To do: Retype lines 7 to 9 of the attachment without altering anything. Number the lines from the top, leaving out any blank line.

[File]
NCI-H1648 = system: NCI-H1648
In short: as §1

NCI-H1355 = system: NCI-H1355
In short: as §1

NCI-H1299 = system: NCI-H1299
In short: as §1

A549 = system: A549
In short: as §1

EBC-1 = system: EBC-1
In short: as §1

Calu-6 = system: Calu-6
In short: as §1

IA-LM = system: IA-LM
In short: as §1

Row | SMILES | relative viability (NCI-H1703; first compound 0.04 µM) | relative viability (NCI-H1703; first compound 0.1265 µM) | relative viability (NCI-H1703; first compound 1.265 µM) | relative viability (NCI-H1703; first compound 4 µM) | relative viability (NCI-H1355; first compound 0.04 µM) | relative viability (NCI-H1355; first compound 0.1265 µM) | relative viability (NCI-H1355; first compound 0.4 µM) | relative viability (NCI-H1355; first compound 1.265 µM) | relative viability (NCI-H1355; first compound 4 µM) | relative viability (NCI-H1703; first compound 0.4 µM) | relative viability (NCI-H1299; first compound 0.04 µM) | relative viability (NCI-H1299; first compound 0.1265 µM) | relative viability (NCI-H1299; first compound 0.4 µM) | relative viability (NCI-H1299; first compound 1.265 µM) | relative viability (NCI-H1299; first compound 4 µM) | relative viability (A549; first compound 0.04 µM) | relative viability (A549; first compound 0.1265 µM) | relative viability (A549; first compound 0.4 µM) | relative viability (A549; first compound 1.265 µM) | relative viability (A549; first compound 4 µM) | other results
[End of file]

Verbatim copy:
A549 = system: A549
In short: as §1

EBC-1 = system: EBC-1